Ventricular Function Test

What This Test is Designed To Do:

This test is primarily designed to study how well the heart is pumping, how much blood it pumps per beat, etc. The test can also:

  • Visualize the integrity of the cardiac chambers and valves
  • Monitor the effect of different drugs on the heart muscle (such as chemotherapy drugs)

There are two types of tests, though the first is far more common than the second:

  • MUGA (Multi-Gated Acquisition) study (also known as Equilibrium Gated Blood Pool Study)
  • Angiography First Pass Study

What to Expect:

In a MUGA test, you are first given an injection of a “tagging agent,” pyrophosphate, that highlights your red blood cells. After 30 minutes, you’ll be injected with the radioactive tracer. It emits signals that can be detected by the specialized camera (gamma camera).

The camera will take several images, usually three. This process takes about 45 minutes.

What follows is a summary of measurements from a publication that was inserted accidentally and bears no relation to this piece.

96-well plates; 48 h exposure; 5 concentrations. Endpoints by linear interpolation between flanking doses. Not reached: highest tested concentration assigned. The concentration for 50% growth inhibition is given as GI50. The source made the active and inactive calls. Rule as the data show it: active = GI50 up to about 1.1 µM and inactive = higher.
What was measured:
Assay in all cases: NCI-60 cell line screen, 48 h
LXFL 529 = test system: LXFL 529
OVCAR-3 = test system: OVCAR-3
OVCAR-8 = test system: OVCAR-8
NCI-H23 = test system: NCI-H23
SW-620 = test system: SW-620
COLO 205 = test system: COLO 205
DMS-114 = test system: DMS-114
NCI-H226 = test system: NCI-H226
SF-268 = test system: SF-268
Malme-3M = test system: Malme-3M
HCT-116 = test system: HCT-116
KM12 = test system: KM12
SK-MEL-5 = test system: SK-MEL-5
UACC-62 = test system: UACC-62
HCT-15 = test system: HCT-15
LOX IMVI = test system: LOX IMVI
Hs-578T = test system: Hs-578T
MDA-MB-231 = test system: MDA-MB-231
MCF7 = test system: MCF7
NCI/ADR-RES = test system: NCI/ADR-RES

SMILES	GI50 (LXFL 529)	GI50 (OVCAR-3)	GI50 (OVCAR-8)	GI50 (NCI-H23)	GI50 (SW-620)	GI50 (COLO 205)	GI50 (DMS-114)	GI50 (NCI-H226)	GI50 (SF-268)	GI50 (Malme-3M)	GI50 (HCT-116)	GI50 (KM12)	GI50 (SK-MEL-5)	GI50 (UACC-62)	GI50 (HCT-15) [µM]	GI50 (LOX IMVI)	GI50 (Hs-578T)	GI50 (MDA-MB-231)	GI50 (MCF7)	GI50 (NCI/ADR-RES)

The Angiography First Pass Study is very similar, and uses the same agent and tracer. The difference is you are given the tracer when you are under the camera, so the action of your right ventricle can be studied. (The left and right ventricles are the lower heart chambers.) Usually, after the images for the Angiography First Pass Study are taken, additional images for a MUGA study are taken.

There are usually no side effects with either of these tests. But you should always tell the people giving you the test how you feel, so they can take any action needed.

Patient Preparation:

No special preparation is needed, but it’s always best to tell the doctor, technologist, or nurse doing the test, if you have a history of allergies, are taking any medications (including over-the-counter medications or “natural” supplements), are diabetic, are pregnant or suspect you are pregnant, are breast feeding your baby, or have any prosthetic implants in your body.

NOTE: The radiation levels administered in most nuclear medicine studies are usually considerably lower than in a conventional x-ray or CT scan. Patients retain this low level radioactivity for relatively short periods. It dissipates on its own, and some is eliminated through urine or bowel movement.

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